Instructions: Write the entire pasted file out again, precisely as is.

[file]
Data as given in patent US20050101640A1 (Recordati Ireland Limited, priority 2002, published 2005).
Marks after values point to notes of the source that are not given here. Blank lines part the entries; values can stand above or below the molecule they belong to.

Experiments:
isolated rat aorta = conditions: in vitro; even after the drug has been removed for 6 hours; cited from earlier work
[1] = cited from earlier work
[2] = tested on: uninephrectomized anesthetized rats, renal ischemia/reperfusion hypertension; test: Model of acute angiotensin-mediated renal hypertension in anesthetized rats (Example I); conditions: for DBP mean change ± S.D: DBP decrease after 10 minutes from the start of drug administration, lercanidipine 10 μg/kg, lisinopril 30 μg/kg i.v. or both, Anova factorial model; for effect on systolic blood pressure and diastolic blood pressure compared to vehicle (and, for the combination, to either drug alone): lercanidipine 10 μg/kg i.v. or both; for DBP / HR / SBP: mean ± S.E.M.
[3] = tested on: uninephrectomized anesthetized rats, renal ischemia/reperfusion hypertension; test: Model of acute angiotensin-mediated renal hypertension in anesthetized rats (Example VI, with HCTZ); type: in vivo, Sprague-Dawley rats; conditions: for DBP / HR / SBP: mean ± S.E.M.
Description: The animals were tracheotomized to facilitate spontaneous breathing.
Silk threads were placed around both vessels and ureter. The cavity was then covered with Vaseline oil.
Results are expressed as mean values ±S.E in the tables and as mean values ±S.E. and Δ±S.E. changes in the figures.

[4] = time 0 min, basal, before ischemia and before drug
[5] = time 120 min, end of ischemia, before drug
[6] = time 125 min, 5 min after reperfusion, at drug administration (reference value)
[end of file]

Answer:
Data as given in patent US20050101640A1 (Recordati Ireland Limited, priority 2002, published 2005).
Marks after values point to notes of the source that are not given here. Blank lines part the entries; values can stand above or below the molecule they belong to.

Experiments:
isolated rat aorta = conditions: in vitro; even after the drug has been removed for 6 hours; cited from earlier work
[1] = cited from earlier work
[2] = tested on: uninephrectomized anesthetized rats, renal ischemia/reperfusion hypertension; test: Model of acute angiotensin-mediated renal hypertension in anesthetized rats (Example I); conditions: for DBP mean change ± S.D: DBP decrease after 10 minutes from the start of drug administration, lercanidipine 10 μg/kg, lisinopril 30 μg/kg i.v. or both, Anova factorial model; for effect on systolic blood pressure and diastolic blood pressure compared to vehicle (and, for the combination, to either drug alone): lercanidipine 10 μg/kg i.v. or both; for DBP / HR / SBP: mean ± S.E.M.
[3] = tested on: uninephrectomized anesthetized rats, renal ischemia/reperfusion hypertension; test: Model of acute angiotensin-mediated renal hypertension in anesthetized rats (Example VI, with HCTZ); type: in vivo, Sprague-Dawley rats; conditions: for DBP / HR / SBP: mean ± S.E.M.
Description: The animals were tracheotomized to facilitate spontaneous breathing.
Silk threads were placed around both vessels and ureter. The cavity was then covered with Vaseline oil.
Results are expressed as mean values ±S.E in the tables and as mean values ±S.E. and Δ±S.E. changes in the figures.

[4] = time 0 min, basal, before ischemia and before drug
[5] = time 120 min, end of ischemia, before drug
[6] = time 125 min, 5 min after reperfusion, at drug administration (reference value)